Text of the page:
The woman who accompanied Harry "Pete" Pierpont, Mary Kinder managed to leave an imprint on the era. Through her early interviews with the Chicago Herald & Examiner, to her sessions with author John Toland during the writing of his book, "The Dillinger Days," and Joe Pinkston for "Dillinger: A Short and Violent Life." Mary told the first-person story. She also dabbled in broadcast media, with a radio interview she gave in the 1930's.
Out of necessity, Mary Kinder was a suspicious woman. After her arrest in Tucson, Arizona in 1934 with the gang, she developed a cynicism based on her belief that "everybody was crooked," as she phrased it. By this, she meant police, state prosecutors, witnesses, and every other figure involved in the wheels that turned the criminal justice system. It is hard to imagine that Mary could have been objective.
Mary fell in love with Harry Pierpont during the 1920s, when Harry went on trial with her brother, Earl "The Kid" Northern, for the robbery of a South New Harmony, Indiana bank. She attended the trial of Harry Pierpont and Earl "The Kid." Earl, a three-time loser, was in danger of being sentenced to life on the "habitual criminal charge," an option that judges once used to "throw away the key" on men they believed to be beyond rehabilitation. Earl "The Kid," while spared the "three time loser" conviction, was ultimately sentenced to prison, along with Pierpont. Together the two men did time in Jeffersonville, Pendleton, and finally, the Indiana State Prison in Michigan City, Indiana.
When Mary visited Michigan City, it must have seemed like old home week. Her brother, Charles Thomas "Chuck" Northern, had also entered Michigan City as Inmate #13354 on October 4, 1927. He had been involved with bootleggers at the time of his earlier incarceration at the Indiana Reformatory, where he was received on September 10, 1925 as Inmate #15337. In addition to Charles, Mary's associates in Michigan City were: the husband of her sister, Margaret "Silent Margaret", or "Silent Sadie" Behrens, as she was also called. Mary's own husband, Dale Kinder, an ex-cop turned robber, was also incarcerated there.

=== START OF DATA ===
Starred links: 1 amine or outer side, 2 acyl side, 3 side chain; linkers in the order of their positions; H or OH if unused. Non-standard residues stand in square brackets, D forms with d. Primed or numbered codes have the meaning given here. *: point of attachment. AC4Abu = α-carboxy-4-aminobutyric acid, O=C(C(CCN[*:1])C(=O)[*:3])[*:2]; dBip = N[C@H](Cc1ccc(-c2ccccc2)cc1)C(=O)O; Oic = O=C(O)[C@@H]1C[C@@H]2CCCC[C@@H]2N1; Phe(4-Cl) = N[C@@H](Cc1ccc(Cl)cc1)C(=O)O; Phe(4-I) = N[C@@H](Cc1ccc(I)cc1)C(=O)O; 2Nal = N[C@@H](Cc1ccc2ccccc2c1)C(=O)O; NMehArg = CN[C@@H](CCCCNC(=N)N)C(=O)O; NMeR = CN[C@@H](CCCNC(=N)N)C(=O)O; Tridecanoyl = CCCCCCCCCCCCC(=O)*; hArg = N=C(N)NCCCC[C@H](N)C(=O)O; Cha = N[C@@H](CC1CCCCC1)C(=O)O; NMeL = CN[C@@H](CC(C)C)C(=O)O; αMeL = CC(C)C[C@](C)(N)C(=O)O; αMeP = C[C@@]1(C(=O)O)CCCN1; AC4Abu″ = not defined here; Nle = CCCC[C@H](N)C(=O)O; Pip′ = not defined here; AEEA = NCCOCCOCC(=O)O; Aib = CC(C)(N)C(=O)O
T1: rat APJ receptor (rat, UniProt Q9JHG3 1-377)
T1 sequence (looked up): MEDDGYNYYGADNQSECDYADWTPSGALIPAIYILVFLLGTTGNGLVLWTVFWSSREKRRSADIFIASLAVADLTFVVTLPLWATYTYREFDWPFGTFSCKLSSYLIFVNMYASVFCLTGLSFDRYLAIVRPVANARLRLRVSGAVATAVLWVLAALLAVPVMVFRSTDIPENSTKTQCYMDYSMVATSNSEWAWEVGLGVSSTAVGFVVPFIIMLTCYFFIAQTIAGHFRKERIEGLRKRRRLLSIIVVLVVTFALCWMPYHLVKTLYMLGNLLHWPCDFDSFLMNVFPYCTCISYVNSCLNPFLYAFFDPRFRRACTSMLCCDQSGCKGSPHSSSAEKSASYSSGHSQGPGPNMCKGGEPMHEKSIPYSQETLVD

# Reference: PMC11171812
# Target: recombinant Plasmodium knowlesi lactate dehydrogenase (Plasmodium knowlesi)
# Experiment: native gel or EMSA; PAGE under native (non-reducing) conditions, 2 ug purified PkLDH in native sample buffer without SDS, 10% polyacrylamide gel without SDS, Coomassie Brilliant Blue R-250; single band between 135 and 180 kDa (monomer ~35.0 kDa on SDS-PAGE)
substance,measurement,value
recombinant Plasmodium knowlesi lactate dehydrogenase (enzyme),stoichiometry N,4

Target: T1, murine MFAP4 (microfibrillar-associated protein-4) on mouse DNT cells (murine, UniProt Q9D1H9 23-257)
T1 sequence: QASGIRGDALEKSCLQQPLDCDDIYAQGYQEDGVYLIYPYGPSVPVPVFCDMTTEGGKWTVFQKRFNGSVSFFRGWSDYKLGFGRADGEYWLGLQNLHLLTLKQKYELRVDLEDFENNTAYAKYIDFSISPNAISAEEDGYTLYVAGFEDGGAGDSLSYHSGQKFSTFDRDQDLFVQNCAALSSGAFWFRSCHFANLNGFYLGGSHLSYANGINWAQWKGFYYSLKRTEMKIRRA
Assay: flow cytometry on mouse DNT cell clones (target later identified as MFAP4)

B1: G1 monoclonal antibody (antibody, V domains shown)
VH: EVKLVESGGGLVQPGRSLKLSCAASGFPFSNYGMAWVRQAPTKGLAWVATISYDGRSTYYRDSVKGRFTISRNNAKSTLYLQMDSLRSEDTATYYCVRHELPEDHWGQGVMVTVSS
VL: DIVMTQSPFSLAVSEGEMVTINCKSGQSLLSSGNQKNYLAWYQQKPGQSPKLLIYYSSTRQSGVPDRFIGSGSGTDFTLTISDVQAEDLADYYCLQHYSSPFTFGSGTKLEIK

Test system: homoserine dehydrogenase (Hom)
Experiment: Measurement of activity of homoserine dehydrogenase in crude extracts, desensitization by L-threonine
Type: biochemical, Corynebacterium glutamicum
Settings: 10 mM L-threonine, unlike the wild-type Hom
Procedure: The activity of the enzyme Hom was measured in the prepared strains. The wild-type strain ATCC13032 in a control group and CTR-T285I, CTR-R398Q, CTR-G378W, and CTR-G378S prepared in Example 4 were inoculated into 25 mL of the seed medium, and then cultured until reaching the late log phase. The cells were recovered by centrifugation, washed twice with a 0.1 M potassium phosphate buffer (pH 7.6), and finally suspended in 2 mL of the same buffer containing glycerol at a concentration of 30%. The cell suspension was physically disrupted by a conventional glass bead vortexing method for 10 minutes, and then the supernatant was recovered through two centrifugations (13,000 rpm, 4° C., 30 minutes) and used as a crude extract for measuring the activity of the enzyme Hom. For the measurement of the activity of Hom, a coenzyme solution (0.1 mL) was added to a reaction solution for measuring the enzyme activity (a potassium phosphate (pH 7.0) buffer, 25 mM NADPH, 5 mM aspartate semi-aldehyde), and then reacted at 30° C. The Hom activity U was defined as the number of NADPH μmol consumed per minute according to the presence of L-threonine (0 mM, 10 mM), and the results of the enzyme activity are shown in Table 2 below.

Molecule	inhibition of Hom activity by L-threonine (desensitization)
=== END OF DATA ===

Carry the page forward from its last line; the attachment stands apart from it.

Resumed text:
With the October, 1933 escape of 11 convicts from the Michigan City Prison, including Harry Pierpont, Mary joined this desperate gang of escapees. Insiders say that she had kept the "Trigger Man" from losing his cool on many occasions. A letter in the FBI files indicates that she was possibly abused by him on at least one occasion, when he threw her out of his car and made her walk back to their hideout. After the sensational Tucson arrest, Mary was held in Indianapolis for one month while a Grand Jury tried to implicate her in the escape conspiracy. The charges were thrown out for lack of evidence, and Mary was freed.
In spite of the difficulty in loving the volitile Pierpont, she never entertained a thought of leaving him. She would remain loyal to him as he prepared to die in the electric chair at the Ohio State Prison. By then, she was giving interviews and participating in a carnival show devoted to stories of life with Dillinger. Yet she tried to shelter Pierpont, spending the money she earned to fund his useless appeal.
She lived until May 21, 1981, when she died of emphysema and heart disease in Indianapolis. During her lifetime, she never relived the excitement she knew in her days with Dillinger. She had struggled with alcoholism, which had started when she was running with Pierpont. Mary died penniless and is buried without a marker. Were she alive today, she could well be imagined on television, recounting her experiences for a whole new generation and an audience eager to hear her say, in her best Dillinger-speak, "You pay in the end and you keep on payin'. I ought to know."
- Ellen Poulsen, Don't Call Us Molls: Women of the John Dillinger Gang.
1. Did Mary Kinder have a baby?
Yes she did, although no information is available due to the closed records of adoptions. She is reputed to have given birth to a child during the 1920s, and to have given up the child for adoption. She acknowledged that she'd had a baby during the interviews given to the Chicago Herald & Examiner. She claimed the baby was born during her marriage to Dale Kinder, and that the child died.
2. What happened to Earl "the Kid" Northern?
Earl Northern missed the Michigan City prison escape due to consumption, which made him too sick to participate in the actual escape. He died of the dread disease in 1936, while still incarcerated.